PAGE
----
Art World :Headlines in Brief
The Art News presented in this, Sukonik Fine Art, October 2017 ongoing Art News Blog comes courtesy of Art Crime and Cultural Heritage Resources including ARCA i.e., Association for Research into Crimes Against Art, New York Times and Legal Research including case law from the Supreme Court of the State of New York County of New York. The blurbs below can be researched at your pleasure. Today’s entries are notes are current events, ongoing news, and legal reporting.
Saving Cultural Heritage:
A growing prevalence of fakes and forgeries in the art marketplace has prompted the founding of a laboratory in Italy, which will help detect fakes and forgeries, and teach and conduct scientific research related to cultural heritage. The laboratory, a “Laboratorio del Falso” is decided to be organized by Italy’s Comando Carabinieri Tutela Patrimonio Culturael and Rome’s Roma Tre University. The goal of the laboratory will be to help enhance scholarly insight, and thereby work to alleviate the proliferation of inauthentic works in the art market.
So far this year the Carabinieri has seized 783 fake objects. As elaborate forgeries continue to hit the art world marketplace, more research is necessary to guide authorities and art experts in techniques and research that will contribute to tasks of differentiating what is genuine from what is counterfeit. The laboratory’s work will help enhance scholarly insight and in doing so it will energize work directed to alleviate proliferation of inauthentic works in the art market.
Studies on the artists, i.e., con artists, who prey on collectors and are most prone to counterfeiting will examine and develop techniques, procedures, and systems which will then guide experts to better identify what is genuine and focus a spotlight on what is genuine, rather than what is a deception.
Scientific Approaches / Radiocarbon Dating:
ETH Zurich and University of Geniva, with a support of the Swiss National Science Foundation and the Swiss Commission for UNESCO, Berne have organized meetings and workshops for November of this year which in which problems surrounding antiquities and illicit art trade will be examined.
Representatives of AMS laboratories will talk about their experiences and practice in dating antiquities. And, other professionals will explore discoveries in the marketplace for conflict antiquities and fake conflict antiquities while examining scientific and criminologist approaches to combating illicit trade in antiques.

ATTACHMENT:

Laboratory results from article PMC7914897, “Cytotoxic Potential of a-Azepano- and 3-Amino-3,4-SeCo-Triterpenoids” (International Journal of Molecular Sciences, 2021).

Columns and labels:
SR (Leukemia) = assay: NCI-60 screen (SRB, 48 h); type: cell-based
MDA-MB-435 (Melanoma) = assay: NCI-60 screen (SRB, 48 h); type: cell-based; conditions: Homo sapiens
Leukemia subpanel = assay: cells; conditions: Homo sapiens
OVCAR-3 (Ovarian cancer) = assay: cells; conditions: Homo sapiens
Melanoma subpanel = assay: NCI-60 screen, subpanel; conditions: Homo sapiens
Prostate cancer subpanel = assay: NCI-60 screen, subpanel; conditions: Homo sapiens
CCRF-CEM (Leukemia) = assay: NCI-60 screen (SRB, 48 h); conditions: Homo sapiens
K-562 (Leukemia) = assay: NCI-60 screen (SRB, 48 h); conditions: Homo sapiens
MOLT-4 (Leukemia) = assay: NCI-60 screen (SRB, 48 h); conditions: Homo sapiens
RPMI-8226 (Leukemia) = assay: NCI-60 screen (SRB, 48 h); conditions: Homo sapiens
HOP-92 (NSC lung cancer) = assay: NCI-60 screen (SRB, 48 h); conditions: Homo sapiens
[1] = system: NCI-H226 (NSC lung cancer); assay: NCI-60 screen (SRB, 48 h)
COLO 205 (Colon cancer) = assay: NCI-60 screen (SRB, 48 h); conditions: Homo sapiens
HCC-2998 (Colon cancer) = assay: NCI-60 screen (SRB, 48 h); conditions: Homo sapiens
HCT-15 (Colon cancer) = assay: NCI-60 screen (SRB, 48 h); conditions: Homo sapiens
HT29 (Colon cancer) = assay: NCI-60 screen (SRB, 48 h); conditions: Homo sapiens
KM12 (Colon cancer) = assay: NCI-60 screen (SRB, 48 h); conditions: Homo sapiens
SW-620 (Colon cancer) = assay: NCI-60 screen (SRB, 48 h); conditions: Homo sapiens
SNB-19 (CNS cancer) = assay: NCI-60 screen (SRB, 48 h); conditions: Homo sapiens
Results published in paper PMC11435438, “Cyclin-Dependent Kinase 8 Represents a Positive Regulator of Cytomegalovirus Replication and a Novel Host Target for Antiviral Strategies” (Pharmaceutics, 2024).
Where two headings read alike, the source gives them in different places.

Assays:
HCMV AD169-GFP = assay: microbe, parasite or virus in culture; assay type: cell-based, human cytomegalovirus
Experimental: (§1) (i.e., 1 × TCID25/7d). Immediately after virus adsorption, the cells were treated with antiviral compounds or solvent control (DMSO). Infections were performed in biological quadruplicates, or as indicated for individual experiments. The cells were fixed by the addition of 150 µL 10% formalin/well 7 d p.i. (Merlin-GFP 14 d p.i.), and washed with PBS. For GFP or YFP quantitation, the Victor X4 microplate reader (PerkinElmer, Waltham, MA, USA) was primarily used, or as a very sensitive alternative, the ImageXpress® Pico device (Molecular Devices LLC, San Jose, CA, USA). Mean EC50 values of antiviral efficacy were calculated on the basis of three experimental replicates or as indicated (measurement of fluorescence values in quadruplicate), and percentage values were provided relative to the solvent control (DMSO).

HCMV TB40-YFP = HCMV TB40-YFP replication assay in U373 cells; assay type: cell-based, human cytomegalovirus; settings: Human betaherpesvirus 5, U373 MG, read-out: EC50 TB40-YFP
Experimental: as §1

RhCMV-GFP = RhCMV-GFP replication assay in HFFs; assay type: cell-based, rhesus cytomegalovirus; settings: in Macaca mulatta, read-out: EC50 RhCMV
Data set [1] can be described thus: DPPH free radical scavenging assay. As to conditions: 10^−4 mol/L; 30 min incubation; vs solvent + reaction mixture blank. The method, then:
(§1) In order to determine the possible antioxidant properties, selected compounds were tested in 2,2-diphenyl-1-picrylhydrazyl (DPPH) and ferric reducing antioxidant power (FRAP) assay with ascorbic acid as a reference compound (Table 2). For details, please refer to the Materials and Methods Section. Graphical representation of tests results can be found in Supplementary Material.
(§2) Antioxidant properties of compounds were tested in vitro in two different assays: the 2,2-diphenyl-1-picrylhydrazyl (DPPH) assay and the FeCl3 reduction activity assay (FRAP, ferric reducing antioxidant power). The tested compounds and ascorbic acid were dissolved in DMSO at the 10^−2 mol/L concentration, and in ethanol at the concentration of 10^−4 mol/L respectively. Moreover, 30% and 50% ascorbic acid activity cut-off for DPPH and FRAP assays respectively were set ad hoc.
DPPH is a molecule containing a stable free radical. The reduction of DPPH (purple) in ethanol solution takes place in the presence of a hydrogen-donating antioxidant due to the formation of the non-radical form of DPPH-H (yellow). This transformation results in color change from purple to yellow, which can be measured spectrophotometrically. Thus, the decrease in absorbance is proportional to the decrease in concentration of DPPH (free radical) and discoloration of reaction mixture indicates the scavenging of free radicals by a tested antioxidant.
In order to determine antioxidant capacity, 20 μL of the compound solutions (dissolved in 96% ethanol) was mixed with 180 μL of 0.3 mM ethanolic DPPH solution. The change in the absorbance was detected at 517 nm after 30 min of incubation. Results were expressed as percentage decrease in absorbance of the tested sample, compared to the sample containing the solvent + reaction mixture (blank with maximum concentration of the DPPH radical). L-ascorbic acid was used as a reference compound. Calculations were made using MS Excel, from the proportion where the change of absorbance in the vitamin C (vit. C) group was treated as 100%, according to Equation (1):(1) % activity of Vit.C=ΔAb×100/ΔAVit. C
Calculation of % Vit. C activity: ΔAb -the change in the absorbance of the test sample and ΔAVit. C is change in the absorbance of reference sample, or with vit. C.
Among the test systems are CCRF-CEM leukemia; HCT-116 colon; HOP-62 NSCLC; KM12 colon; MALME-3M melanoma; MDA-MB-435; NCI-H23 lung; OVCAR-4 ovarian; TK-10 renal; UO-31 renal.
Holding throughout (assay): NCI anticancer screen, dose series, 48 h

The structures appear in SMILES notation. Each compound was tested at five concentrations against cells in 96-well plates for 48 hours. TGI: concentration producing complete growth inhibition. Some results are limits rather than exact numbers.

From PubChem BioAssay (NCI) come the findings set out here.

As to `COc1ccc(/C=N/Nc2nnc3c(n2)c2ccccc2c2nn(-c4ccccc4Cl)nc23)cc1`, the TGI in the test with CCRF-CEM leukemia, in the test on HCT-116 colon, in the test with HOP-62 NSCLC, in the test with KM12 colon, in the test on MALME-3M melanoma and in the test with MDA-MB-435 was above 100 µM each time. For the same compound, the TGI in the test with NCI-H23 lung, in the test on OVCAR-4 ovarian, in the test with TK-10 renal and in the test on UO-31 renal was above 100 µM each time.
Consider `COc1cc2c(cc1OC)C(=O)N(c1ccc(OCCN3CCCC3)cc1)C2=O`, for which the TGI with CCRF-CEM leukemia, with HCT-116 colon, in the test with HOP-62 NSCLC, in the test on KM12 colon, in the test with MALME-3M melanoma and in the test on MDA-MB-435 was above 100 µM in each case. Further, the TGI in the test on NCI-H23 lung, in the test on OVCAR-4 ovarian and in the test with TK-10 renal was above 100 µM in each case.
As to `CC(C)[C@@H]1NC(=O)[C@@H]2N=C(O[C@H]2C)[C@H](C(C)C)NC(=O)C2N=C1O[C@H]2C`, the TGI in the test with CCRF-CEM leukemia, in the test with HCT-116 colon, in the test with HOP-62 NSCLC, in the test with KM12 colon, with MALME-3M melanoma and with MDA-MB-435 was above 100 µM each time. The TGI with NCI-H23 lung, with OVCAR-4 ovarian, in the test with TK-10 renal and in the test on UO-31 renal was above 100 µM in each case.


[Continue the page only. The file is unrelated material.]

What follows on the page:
Illicit Passage of Marble Antiquities:
Voluntary forfeiture of “Marble Head of Bull” (ca 500-460 BCE) has paved the way for a formal ceremony of repatriation. At the ceremony, this month, the New York New York District Attorney’s office will hand over the Bull’s head to a representative, to be designated by the Lebanese Ministry of Culture.
Collectors William and Lyndia Beierwaltes released a formal statement consenting to the Supreme Court of New York County’s release of the Bull’s Head to the Lebanese Republic pursuant to N.Y. Penal Law § 450.10 on the disposal of stolen Property and the N.Y. Procedure Law § 690.55 on search warrants and the disposition fo seized property. The “Marble Head of a Bull”, was seized while on loan at the Metropolitan Museum of Art.
While on loan for exhibition at the New York Metropolitan Museum, suspicions that the antiquity had been pillaged from Lebanon during that country’s civil war were raised. The state of New York’s “Application for Turnover” went into painstaking detail on how this plundered antiquity made its way illicitly to the United States. The bull’s head sculpture was acquired by the Beiewaltes couple on November 1996 for US $1.2mm from one of the (now) most notorious dealers in the antiquities world, Robin Symes.
The Beierwaltes statement, released by their attorney, read: “After having been presented with incontrovertible evidence that the bull’s head was stolen from Lebanon, the Beierwaltes believed it was in everyone’s best interest to withdraw their claim to the bull’s head and allow its repatriation to Lebanon.”
According to a New York Times article, Assistant District Attorney Matthew Bogdanos and researchers which have supported this case spotted another potentially looted antiquity, also from Lebanon. This object, a marble torso of a calf bearer, was identified in a photograph taken inside the Beiewalteses’ home for the June 1998 special issue of House & Gardens magazine. This object too may have been plundered from Lebanon prior to it being acquired by William and Lynda Beierwaltes. The article goes on to specify that the Beierwalteses, in 2015, sold this object to another New York collector, Michael H. Steinhardt.